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Research findings

Extensive research has been undertaken into how to use performance management more effectively to enable the development of high performance. The Strengthening the Performance Framework project has brought together the findings of a review of the existing literature; data from the State of the Service Report (SOSR) 2011–12; agency consultations and research undertaken in seven APS agencies (including in-depth interviews with 226 participants); and cross-case comparisons to generate a High Performance Framework for the APS. The Framework comprises four Principles and three Foundation elements (see diagram at Figure 1: Principles for High Performing Government. The full report, Strengthening the Performance Framework: Towards a High Performing Australian Public Service (March 2013) is available at: http://www.apsc.gov.au/publications-and-media/current-publications/stren....

The High Performance Framework is based on the proposition that, to enable high performance, there needs to be a renewed emphasis on performance management as a core activity that is embedded in all management functions. To be meaningful and effective, performance management needs to be integrated with other management and human resources practices in order to develop an integrated system of high performance; it would commence with job design and flow through to when an employee leaves the agency.

Many of the mechanisms required are often already evident in agencies. However, their application may be limited and there will be a number of areas where, through effective implementation, the performance management system could be improved to support employee engagement and high performance. The Diagnostic framework provides a tool that will enable agencies to assess strengths and weaknesses regarding their performance management implementation.

The 2013 employee census data suggests that there are opportunities to improve on current practices. For example:

  • 18 per cent of APS staff reported that they had not received formal performance feedback in the last 12 months, only a slight improvement from 20 per cent the previous year; and
  • Employees who agreed that their most recent performance review would help to improve their performance has declined to 42 per cent from 48 per cent in just one year.

Interestingly, the data from the 2013 agency census indicates an improvement in the proportion of agencies with measures in place to encourage the active management of underperforming staff, up from 77 per cent in 2012 to 83 per cent. The proportion of agencies that reported managers were not rewarded for superior staff management skills remained relatively stable (50 per cent compared to 51 per cent last year).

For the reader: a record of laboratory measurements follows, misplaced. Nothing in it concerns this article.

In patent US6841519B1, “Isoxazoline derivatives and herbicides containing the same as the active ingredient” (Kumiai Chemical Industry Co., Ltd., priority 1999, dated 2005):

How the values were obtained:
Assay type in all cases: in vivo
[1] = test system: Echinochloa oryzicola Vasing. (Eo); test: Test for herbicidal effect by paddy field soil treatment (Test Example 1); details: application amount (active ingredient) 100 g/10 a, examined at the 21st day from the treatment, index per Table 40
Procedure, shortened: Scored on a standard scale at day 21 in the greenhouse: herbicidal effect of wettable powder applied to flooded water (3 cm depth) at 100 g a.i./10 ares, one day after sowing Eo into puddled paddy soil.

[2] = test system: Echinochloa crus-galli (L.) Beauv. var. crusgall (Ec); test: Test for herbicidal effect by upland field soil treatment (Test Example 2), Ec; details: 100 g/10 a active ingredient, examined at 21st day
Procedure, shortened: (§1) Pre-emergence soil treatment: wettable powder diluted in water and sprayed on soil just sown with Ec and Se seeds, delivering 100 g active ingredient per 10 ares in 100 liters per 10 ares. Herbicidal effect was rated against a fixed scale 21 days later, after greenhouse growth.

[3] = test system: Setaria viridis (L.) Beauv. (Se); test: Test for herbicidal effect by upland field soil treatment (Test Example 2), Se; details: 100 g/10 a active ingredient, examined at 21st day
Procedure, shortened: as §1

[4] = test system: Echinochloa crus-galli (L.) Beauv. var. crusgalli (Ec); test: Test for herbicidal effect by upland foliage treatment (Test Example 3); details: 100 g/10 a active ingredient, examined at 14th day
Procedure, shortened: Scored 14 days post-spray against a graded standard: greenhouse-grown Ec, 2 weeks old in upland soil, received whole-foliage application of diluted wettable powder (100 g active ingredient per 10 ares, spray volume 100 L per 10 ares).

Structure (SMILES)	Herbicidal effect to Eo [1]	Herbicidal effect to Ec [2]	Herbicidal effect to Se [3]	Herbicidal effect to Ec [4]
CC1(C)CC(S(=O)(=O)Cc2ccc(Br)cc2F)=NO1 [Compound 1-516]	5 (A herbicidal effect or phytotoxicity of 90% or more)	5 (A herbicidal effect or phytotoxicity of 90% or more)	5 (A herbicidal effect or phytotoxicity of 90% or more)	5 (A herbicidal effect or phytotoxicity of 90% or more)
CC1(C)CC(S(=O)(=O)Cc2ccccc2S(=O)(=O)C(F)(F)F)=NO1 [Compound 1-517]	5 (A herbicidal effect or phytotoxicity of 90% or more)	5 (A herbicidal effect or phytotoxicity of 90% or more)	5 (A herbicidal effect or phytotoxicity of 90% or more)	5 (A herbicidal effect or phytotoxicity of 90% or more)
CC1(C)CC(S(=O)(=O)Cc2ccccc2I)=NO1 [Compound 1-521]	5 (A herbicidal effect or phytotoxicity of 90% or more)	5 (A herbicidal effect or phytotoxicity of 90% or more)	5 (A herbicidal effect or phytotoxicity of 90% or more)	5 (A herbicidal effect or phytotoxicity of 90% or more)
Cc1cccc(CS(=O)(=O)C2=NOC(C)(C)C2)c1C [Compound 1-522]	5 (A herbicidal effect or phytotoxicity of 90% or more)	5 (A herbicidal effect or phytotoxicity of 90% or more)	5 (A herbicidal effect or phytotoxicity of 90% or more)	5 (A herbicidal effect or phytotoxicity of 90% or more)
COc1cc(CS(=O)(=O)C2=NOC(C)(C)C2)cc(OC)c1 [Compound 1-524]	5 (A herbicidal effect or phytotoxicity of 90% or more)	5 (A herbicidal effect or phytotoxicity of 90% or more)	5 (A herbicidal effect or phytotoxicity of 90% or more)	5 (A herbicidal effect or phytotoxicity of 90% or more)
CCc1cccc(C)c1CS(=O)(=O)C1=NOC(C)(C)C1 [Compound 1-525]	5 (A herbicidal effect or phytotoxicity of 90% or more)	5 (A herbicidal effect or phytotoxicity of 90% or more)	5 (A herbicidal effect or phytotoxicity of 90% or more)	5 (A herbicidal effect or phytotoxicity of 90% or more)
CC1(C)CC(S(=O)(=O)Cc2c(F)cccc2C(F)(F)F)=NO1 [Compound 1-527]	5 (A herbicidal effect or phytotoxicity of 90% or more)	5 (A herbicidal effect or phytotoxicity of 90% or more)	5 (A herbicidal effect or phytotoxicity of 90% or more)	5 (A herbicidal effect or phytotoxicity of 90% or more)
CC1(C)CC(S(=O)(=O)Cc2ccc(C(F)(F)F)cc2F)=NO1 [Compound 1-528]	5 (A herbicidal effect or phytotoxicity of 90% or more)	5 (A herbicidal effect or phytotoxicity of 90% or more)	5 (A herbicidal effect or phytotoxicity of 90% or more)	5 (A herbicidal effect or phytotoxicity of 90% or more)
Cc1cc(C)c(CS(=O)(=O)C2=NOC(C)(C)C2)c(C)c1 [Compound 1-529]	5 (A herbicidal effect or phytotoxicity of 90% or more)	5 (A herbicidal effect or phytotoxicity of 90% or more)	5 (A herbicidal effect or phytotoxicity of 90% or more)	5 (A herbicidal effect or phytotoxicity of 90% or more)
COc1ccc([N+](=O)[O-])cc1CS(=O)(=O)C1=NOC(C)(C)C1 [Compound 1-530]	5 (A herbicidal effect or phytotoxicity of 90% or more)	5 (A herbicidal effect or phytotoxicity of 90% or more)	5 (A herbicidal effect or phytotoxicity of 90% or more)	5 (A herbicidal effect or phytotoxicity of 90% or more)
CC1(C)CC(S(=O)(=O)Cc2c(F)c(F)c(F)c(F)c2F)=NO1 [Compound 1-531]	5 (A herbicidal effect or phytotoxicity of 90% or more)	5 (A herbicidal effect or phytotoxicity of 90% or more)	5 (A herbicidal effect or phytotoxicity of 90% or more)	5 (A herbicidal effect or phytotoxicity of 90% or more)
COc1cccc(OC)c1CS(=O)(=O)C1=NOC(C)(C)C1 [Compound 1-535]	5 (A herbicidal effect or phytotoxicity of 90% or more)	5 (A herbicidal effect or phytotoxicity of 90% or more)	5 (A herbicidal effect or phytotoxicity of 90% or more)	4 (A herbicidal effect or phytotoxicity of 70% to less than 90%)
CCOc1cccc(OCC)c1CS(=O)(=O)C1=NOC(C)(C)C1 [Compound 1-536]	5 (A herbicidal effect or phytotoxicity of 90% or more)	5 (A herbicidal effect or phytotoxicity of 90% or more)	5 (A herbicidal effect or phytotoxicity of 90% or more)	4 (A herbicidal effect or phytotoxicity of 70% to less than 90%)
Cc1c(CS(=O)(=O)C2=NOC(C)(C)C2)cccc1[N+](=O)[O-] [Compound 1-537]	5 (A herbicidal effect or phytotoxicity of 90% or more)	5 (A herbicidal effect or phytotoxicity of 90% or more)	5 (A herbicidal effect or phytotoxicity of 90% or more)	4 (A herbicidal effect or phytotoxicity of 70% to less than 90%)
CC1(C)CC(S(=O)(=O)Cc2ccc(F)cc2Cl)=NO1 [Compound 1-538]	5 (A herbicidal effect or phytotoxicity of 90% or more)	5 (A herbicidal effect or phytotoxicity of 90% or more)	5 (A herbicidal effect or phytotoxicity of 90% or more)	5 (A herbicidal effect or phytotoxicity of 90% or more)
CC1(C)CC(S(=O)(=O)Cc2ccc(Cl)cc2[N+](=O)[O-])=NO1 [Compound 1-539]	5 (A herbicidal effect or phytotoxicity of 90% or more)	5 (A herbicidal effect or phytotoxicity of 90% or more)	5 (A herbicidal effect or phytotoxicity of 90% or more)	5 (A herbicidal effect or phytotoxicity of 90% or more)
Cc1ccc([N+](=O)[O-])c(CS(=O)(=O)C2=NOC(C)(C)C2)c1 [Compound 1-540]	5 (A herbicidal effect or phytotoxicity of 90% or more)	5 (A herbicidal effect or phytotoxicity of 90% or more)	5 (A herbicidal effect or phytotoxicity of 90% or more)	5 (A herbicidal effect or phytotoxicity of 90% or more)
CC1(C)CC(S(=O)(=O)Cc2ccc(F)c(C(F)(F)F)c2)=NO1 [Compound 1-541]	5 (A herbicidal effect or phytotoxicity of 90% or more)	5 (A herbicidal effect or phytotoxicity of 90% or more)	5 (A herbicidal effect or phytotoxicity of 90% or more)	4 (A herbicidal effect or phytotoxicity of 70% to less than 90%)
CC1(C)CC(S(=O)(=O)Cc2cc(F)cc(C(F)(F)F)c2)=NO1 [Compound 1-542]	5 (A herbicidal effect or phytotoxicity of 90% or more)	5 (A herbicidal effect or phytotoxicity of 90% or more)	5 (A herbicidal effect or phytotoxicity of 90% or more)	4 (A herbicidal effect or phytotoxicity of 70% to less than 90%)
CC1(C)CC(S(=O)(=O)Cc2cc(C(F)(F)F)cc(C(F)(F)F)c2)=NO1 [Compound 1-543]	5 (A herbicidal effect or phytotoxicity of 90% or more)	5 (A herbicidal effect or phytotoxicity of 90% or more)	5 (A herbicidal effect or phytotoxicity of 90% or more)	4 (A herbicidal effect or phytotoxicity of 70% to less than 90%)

The Strengthening the Performance Framework research found that major reconfiguring of an agency's current performance management process was not necessarily the priority to address these challenges. Rather, making the current performance management system more effective through improved implementation and support for managers and employees was more valuable and likely to lead to longer term productivity improvements. This research has highlighted that there are actions which agencies can take to improve the implementation of performance management across the APS, such as:

  • discuss and define what high performance means at the agency, group and individual level within an agency;
  • ensure that agency goals are clearly understood and the importance of those goals is made relevant to each employee;
  • provide managers with guidance on how to set goals and provide feedback on performance: for example immediately prior to the commencement of the review cycle;
  • ensure managers are held accountable for supporting , maintaining and improving the performance of their staff ;
  • ensure managers are held accountable for the quality of performance agreements that are developed with their employees;
  • provide access to training that helps build the people management skills of managers (such as improved skill in the design of performance agreements and providing quality feedback);
  • support employee participation in decision-making , planning and setting accountability measures;
  • make sure that all employees have a relevant performance agreement in place;
  • all employees are held responsible for their performance;
  • ensure all employees receive targeted feedback on their performance; and
  • improve the use of the probation period through establishing clear performance expectations up front, providing feedback during the probation period and taking steps to improve performance if necessary.

The research undertaken by the Strengthening the Performance Framework project team has enabled a better understanding of current performance management practice across agencies. The research has identified that, for performance management to be effective, it must have a clear purpose and be meaningful to employees. Performance management needs to be the mechanism for:

  • aligning employees to agency requirements;
  • clearly articulating and managing expectations;
  • clearly establishing role and goal clarity;
  • identifying the support required to enable goal attainment;
  • discussing future career aspirations;
  • identifying developmental needs;
  • monitoring and reviewing performance;
  • ensuring that standards of performance align with expectations; and
  • recognising good performance.